Australia is importing priests from all over the world to fill the empty spaces left by our shortage of priests. These 'empty spaces' (one archbishop referred to them as 'black holes'), are Australian parishes without priests and a small number of elderly parishioners. They are striking testimony to the fact that in Australia we are doing it wrong.
Doing it wrong has terrible consequences whether it be in business, politics or religion. Do you really believe the mainstream religious orders in Australia are dying out because they are doing it right? I don't think so. They are sad vocation-free zones precisely because they are doing it wrong.
For all this we are very attached to the way we do things in Australia. A new group of overseas priests was recently told that in Australia priests don't wear roman collars or let themselves be called Father. You see what I mean? We call this process 'enculturation' - I call it 'propoganda' - getting them to do things 'our way'.
We bring these priests to Australia and the bishop of their home diocese speaks of them as 'missionary' priests. He tells his people that just as Africa was evangelised by white missionary priests now the black priests are returning the compliment.
The trouble is, though, that few if any of us in Australia, priests or people, really believe we need evangelising.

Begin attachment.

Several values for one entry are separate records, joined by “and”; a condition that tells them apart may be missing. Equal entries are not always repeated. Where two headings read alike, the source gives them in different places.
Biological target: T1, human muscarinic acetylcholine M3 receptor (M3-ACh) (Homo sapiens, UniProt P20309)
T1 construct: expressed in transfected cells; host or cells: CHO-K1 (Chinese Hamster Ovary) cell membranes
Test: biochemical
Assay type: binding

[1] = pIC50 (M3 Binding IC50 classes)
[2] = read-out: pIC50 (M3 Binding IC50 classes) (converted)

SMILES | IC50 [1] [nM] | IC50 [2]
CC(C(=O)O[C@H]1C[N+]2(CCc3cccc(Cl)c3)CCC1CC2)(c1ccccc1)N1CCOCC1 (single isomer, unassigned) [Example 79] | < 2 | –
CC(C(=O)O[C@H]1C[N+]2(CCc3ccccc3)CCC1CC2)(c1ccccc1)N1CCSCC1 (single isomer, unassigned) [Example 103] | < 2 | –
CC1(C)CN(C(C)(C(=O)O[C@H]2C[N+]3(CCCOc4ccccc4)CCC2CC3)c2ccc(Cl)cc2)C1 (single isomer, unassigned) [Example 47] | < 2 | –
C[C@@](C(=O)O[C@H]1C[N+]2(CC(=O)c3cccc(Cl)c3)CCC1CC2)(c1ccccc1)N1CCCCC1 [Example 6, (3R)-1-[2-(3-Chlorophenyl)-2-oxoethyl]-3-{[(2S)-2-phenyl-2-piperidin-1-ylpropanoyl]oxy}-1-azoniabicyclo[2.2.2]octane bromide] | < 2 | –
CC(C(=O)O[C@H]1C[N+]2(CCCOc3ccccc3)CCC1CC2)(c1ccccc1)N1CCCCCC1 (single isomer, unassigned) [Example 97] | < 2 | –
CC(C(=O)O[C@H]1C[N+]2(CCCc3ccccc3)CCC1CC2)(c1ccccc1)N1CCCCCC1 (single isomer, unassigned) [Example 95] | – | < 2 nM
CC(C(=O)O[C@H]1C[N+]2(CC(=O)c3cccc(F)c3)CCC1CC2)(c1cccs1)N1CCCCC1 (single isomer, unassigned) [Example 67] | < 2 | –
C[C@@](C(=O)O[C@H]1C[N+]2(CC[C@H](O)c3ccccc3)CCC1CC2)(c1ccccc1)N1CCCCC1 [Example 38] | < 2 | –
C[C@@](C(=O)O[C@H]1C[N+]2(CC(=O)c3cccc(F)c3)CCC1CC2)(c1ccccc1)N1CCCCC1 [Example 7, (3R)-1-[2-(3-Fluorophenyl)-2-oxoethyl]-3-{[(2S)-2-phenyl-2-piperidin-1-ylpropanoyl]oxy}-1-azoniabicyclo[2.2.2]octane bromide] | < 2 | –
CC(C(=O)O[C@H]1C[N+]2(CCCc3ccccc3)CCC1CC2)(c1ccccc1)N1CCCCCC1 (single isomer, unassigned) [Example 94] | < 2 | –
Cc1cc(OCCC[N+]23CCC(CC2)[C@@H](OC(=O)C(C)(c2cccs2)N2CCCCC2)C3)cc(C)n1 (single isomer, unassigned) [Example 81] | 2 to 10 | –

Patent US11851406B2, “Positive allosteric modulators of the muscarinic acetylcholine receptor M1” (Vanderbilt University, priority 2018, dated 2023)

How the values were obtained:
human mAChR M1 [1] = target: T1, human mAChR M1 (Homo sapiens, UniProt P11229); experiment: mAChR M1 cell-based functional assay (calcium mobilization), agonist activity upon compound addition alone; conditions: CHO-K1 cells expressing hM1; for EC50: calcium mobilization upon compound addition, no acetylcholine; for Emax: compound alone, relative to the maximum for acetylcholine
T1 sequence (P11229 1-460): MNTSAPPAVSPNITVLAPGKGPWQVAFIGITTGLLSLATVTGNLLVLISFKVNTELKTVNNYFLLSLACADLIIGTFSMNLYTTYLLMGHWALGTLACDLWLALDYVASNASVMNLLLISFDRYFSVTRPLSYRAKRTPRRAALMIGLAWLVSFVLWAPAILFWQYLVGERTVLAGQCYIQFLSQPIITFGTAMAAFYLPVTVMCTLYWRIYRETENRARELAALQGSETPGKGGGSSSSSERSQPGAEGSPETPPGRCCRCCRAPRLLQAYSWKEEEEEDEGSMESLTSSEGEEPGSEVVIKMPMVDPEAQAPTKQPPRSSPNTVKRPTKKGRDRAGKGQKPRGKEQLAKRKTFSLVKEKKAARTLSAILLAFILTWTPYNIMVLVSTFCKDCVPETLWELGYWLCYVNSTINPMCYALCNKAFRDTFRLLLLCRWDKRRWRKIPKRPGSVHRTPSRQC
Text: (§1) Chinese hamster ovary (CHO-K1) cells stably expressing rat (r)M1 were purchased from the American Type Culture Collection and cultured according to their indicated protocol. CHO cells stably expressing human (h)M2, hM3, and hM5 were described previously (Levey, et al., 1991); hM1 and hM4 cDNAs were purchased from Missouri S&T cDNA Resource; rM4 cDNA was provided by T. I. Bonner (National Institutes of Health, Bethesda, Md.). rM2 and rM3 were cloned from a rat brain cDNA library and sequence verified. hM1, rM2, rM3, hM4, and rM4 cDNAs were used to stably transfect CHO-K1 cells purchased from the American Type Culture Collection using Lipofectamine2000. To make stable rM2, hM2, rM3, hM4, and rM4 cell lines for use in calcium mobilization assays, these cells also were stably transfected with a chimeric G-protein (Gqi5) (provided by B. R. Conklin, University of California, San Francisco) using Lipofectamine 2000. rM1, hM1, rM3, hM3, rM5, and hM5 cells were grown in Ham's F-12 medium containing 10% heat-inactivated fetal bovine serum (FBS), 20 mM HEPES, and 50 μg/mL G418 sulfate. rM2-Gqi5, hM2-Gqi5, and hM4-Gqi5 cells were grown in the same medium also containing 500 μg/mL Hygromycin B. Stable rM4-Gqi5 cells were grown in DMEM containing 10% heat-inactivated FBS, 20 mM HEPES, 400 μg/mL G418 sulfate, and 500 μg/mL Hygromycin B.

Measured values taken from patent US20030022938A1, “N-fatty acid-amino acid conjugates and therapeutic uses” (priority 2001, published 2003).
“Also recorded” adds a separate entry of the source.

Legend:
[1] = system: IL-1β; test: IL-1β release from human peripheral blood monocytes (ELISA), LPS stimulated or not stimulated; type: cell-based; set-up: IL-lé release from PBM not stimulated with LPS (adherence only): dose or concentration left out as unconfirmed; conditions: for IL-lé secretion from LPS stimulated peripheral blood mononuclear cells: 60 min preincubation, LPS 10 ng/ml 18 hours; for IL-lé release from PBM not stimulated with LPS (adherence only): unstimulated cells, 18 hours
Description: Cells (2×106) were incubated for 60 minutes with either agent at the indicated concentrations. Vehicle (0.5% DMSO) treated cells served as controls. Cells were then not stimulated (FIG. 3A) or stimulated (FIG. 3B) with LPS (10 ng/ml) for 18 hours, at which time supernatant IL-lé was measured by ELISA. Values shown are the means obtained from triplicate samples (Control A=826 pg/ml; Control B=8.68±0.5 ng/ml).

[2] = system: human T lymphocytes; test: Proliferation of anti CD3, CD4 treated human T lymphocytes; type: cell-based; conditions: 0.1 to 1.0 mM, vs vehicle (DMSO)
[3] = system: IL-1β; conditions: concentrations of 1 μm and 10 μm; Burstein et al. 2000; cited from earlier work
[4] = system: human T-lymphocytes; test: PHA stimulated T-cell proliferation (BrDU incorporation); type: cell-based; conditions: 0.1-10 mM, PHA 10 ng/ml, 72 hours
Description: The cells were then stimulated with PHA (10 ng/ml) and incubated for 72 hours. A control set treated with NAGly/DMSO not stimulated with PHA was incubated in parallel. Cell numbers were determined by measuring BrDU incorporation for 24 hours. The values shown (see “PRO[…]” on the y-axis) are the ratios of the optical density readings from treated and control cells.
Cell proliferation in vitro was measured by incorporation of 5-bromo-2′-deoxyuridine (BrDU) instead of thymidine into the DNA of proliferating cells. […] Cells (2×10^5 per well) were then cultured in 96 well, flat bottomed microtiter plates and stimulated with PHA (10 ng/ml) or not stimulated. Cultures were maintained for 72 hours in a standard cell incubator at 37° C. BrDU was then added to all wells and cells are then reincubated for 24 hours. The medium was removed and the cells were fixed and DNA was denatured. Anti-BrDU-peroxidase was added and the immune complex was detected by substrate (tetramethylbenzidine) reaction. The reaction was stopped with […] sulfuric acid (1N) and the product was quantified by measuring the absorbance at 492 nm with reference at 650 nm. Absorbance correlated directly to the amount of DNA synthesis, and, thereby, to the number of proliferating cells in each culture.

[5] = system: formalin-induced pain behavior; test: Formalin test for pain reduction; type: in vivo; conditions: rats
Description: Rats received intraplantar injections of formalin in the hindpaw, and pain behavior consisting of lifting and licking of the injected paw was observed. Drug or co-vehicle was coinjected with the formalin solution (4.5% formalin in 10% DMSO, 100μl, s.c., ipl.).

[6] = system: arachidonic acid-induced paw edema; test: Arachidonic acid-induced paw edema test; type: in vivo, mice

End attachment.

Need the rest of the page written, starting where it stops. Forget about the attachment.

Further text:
That's why, instead of welcoming them as missionaries we treat them like imported 'supply' priests to fill what we naively hope will be temporary holes in our system. And that's why we invest all that time in teaching them, no, obliging them, to do things the way we do them here, entirely forgetting that our way of doing things is the problem!
- 'How we do it here' is why we have no vocations
- 'How we do it here' is why we have declining numbers at Mass
- 'How we do it here' is why we have to close churches
- 'How we do it here' is why we have to import overseas priests.
It would be a pity if these three very generous missionary priests who, I bet you a dollar, arrived in roman collars, were to be returned to their own countries in open-necked shirts, or worse still, in collar and tie, asking to be called Felix, Chris, and Kene rather than Father, and adept in the art of 'compèring' a Mass.
So, Fathers from Africa, India, Poland, I hope you will not take all this 'enculturation' too seriously. Don't get swallowed up by the black hole you are being asked to fill.